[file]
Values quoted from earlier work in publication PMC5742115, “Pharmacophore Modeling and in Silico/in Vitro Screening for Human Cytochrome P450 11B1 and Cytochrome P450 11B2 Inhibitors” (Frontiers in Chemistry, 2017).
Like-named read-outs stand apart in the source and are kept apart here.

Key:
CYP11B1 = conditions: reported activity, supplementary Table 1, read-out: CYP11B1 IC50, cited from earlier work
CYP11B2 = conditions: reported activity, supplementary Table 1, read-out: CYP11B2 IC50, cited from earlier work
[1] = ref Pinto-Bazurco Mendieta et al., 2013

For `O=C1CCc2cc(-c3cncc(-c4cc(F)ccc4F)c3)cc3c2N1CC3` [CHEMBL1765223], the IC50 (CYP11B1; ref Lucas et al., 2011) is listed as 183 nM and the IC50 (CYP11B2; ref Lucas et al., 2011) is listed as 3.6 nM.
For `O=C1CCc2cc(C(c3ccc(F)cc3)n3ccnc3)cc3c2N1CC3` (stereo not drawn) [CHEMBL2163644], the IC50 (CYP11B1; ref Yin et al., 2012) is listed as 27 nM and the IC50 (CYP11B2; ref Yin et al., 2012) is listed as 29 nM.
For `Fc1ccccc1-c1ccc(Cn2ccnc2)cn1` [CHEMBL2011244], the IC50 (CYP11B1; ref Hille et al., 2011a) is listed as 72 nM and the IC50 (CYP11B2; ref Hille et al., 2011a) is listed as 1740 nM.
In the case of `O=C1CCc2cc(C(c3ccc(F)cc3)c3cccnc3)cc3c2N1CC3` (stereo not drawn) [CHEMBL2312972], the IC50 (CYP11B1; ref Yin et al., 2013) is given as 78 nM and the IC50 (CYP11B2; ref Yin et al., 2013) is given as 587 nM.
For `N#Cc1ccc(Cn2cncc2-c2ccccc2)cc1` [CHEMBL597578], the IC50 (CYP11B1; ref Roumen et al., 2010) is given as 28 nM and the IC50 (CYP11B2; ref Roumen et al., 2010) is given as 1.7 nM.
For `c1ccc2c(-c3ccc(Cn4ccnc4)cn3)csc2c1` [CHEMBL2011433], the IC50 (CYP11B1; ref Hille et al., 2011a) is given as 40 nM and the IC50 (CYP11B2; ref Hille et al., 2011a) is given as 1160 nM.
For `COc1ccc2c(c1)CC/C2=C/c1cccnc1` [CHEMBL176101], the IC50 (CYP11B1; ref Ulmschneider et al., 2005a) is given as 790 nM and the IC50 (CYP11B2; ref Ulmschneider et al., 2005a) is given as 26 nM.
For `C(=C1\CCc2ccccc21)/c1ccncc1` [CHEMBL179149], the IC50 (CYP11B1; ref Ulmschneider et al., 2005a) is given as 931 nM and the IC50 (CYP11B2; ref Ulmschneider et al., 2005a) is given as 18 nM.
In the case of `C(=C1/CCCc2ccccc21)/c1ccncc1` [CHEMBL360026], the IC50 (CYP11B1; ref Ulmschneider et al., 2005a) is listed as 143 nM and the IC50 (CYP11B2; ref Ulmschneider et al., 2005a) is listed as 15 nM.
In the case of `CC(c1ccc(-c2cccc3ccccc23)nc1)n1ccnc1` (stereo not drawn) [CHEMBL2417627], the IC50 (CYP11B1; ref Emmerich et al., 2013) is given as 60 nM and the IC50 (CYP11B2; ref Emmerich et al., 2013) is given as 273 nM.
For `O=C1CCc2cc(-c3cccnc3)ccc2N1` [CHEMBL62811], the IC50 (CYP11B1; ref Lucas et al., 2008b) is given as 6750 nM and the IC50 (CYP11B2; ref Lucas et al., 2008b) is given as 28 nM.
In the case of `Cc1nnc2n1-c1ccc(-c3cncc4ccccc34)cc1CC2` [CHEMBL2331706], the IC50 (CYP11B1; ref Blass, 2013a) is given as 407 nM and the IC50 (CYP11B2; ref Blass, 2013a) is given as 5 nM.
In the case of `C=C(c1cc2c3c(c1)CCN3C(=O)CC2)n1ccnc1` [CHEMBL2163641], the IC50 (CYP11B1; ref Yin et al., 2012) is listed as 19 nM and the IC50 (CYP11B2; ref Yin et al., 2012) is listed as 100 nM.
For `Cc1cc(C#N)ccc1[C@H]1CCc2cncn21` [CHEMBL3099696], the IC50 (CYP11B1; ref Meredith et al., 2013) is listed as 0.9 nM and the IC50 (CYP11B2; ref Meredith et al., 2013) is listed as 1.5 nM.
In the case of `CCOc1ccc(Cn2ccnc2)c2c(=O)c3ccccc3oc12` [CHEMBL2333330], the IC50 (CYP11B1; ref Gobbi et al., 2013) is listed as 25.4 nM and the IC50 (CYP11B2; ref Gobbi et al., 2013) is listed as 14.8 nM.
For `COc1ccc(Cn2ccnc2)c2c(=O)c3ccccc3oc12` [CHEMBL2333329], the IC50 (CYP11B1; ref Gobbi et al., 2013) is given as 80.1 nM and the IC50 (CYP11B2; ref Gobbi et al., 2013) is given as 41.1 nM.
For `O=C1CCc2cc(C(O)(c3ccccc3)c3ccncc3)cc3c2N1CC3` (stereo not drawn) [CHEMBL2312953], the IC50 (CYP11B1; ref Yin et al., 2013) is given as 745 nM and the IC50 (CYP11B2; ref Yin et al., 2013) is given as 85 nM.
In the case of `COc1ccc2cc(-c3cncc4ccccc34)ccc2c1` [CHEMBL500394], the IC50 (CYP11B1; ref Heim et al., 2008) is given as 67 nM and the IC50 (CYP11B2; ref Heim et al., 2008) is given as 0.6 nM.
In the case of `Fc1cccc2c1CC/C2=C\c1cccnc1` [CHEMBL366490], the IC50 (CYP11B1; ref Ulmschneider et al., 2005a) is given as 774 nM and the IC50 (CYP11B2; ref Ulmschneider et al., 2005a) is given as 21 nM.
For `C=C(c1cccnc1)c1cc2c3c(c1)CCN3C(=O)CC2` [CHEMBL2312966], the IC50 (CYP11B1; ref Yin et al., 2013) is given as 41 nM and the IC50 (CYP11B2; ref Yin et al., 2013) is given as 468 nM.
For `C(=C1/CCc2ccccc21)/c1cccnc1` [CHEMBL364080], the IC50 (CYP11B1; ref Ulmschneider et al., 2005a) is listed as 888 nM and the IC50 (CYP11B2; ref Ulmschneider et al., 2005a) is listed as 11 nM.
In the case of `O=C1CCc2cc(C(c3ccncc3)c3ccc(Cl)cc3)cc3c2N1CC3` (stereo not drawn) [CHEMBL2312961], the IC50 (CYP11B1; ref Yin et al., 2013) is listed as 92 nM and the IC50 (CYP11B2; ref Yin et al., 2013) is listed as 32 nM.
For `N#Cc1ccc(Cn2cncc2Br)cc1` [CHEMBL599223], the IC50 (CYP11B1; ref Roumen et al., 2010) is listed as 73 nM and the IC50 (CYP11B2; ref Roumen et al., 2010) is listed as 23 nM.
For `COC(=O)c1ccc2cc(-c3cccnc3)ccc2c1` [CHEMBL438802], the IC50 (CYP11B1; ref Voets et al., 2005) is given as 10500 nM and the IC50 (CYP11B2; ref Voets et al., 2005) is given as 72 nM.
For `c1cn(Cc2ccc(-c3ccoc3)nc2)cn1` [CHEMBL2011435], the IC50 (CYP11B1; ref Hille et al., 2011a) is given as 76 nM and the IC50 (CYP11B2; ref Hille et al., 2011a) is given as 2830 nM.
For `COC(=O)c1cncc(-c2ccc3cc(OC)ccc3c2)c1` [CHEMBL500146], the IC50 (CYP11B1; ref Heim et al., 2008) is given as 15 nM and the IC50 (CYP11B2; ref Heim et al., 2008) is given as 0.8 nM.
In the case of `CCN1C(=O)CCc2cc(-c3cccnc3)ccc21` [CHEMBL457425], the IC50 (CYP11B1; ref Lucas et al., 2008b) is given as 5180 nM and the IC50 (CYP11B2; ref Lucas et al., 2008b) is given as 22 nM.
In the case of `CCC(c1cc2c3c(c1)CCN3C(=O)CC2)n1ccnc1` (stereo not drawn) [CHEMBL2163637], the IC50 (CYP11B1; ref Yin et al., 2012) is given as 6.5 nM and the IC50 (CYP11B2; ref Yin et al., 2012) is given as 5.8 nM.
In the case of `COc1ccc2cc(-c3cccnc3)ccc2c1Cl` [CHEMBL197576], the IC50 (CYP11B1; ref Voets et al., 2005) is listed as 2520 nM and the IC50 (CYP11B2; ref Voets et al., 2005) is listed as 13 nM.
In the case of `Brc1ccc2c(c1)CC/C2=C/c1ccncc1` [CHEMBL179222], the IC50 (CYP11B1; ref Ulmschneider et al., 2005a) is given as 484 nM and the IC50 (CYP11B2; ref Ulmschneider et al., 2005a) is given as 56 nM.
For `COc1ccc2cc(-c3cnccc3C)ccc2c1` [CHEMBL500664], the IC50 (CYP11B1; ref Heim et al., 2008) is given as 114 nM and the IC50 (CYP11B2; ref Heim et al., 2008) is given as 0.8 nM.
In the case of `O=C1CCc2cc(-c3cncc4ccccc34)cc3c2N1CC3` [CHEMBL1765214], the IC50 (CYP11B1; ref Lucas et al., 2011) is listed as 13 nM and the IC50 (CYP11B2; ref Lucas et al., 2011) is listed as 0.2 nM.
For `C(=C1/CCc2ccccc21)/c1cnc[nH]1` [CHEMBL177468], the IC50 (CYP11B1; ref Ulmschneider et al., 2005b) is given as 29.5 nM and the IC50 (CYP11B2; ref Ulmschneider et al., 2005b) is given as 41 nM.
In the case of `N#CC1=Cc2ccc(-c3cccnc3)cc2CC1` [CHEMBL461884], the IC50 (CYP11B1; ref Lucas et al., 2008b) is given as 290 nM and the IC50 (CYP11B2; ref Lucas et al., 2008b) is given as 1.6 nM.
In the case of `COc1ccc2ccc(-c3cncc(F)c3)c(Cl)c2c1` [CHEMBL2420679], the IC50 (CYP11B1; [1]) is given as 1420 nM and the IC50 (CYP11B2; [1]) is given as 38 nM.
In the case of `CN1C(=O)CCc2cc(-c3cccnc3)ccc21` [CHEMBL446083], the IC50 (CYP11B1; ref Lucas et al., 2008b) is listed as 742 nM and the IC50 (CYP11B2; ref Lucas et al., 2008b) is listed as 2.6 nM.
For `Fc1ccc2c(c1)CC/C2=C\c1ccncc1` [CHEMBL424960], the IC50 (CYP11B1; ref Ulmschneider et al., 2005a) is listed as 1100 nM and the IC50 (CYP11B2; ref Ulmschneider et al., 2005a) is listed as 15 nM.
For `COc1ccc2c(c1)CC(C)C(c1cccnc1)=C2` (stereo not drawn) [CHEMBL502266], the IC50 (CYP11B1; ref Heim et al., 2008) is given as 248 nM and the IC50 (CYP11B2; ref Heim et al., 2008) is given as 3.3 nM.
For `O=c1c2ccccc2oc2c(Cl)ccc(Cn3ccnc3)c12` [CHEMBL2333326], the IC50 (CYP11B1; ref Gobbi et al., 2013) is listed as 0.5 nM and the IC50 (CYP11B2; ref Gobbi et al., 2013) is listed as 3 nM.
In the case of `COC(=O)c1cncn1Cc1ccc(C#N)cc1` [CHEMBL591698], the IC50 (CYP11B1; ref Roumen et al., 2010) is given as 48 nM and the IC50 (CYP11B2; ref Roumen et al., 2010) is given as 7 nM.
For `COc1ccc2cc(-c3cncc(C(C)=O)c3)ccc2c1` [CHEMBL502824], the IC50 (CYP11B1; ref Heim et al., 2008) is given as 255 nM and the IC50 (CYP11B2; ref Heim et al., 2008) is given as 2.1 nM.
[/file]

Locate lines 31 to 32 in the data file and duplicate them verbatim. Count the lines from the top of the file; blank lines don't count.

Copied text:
For `c1cn(Cc2ccc(-c3ccoc3)nc2)cn1` [CHEMBL2011435], the IC50 (CYP11B1; ref Hille et al., 2011a) is given as 76 nM and the IC50 (CYP11B2; ref Hille et al., 2011a) is given as 2830 nM.
For `COC(=O)c1cncc(-c2ccc3cc(OC)ccc3c2)c1` [CHEMBL500146], the IC50 (CYP11B1; ref Heim et al., 2008) is given as 15 nM and the IC50 (CYP11B2; ref Heim et al., 2008) is given as 0.8 nM.